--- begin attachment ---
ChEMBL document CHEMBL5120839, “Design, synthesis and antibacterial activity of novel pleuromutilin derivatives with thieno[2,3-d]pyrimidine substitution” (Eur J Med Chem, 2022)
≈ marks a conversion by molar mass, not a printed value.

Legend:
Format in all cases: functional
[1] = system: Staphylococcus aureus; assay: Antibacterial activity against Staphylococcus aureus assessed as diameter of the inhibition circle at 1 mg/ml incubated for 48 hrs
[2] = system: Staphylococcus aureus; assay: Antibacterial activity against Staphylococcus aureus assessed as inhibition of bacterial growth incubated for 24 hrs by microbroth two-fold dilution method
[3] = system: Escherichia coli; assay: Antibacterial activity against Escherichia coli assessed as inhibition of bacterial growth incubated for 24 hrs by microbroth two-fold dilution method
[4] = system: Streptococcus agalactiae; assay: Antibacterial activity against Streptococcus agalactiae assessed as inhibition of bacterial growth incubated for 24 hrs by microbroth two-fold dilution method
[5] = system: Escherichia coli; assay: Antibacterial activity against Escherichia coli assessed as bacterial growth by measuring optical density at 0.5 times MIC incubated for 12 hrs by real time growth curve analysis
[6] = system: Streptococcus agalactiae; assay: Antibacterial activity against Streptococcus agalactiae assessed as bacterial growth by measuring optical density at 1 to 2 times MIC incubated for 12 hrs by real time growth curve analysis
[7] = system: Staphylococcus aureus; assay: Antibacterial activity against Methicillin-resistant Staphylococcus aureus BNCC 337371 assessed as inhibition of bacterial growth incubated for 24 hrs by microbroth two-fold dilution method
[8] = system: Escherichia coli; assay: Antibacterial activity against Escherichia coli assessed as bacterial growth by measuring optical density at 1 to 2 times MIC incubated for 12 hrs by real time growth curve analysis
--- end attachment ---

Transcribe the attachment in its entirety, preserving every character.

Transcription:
ChEMBL document CHEMBL5120839, “Design, synthesis and antibacterial activity of novel pleuromutilin derivatives with thieno[2,3-d]pyrimidine substitution” (Eur J Med Chem, 2022)
≈ marks a conversion by molar mass, not a printed value.

Legend:
Format in all cases: functional
[1] = system: Staphylococcus aureus; assay: Antibacterial activity against Staphylococcus aureus assessed as diameter of the inhibition circle at 1 mg/ml incubated for 48 hrs
[2] = system: Staphylococcus aureus; assay: Antibacterial activity against Staphylococcus aureus assessed as inhibition of bacterial growth incubated for 24 hrs by microbroth two-fold dilution method
[3] = system: Escherichia coli; assay: Antibacterial activity against Escherichia coli assessed as inhibition of bacterial growth incubated for 24 hrs by microbroth two-fold dilution method
[4] = system: Streptococcus agalactiae; assay: Antibacterial activity against Streptococcus agalactiae assessed as inhibition of bacterial growth incubated for 24 hrs by microbroth two-fold dilution method
[5] = system: Escherichia coli; assay: Antibacterial activity against Escherichia coli assessed as bacterial growth by measuring optical density at 0.5 times MIC incubated for 12 hrs by real time growth curve analysis
[6] = system: Streptococcus agalactiae; assay: Antibacterial activity against Streptococcus agalactiae assessed as bacterial growth by measuring optical density at 1 to 2 times MIC incubated for 12 hrs by real time growth curve analysis
[7] = system: Staphylococcus aureus; assay: Antibacterial activity against Methicillin-resistant Staphylococcus aureus BNCC 337371 assessed as inhibition of bacterial growth incubated for 24 hrs by microbroth two-fold dilution method
[8] = system: Escherichia coli; assay: Antibacterial activity against Escherichia coli assessed as bacterial growth by measuring optical density at 1 to 2 times MIC incubated for 12 hrs by real time growth curve analysis